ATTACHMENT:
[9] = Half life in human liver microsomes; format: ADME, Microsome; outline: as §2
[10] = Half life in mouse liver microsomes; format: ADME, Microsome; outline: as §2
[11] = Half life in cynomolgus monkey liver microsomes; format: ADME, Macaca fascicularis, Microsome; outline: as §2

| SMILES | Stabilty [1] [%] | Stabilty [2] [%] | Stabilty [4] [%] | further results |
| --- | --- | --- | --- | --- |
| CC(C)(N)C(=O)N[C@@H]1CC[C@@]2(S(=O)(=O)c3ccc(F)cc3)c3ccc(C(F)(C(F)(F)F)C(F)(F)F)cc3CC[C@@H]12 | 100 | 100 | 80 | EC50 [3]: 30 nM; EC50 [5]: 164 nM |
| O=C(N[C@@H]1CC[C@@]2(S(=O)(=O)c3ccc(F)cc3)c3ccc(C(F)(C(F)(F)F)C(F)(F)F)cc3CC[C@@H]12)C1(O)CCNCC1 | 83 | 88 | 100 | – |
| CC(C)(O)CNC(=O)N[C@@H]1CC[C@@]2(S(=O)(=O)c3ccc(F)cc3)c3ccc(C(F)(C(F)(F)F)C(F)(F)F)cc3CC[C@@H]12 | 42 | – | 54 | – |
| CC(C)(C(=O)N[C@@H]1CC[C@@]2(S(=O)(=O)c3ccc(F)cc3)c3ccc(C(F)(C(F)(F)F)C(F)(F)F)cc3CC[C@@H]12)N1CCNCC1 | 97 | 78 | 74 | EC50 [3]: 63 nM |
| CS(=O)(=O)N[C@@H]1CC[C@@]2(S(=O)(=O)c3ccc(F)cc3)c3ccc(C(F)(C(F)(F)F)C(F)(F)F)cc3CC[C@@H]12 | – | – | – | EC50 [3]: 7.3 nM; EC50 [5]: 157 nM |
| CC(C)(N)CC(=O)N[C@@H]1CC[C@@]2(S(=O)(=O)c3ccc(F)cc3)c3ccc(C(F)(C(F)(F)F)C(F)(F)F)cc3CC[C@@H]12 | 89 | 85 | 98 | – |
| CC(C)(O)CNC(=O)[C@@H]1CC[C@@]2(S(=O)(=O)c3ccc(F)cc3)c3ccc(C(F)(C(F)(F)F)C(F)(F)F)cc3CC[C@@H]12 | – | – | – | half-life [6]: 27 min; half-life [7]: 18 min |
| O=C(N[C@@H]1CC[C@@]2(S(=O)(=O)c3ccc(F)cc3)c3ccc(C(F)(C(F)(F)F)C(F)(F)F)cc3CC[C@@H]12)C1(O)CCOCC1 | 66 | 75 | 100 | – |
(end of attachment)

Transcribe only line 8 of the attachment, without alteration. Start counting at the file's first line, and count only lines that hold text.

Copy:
| CC(C)(O)CNC(=O)N[C@@H]1CC[C@@]2(S(=O)(=O)c3ccc(F)cc3)c3ccc(C(F)(C(F)(F)F)C(F)(F)F)cc3CC[C@@H]12 | 42 | – | 54 | – |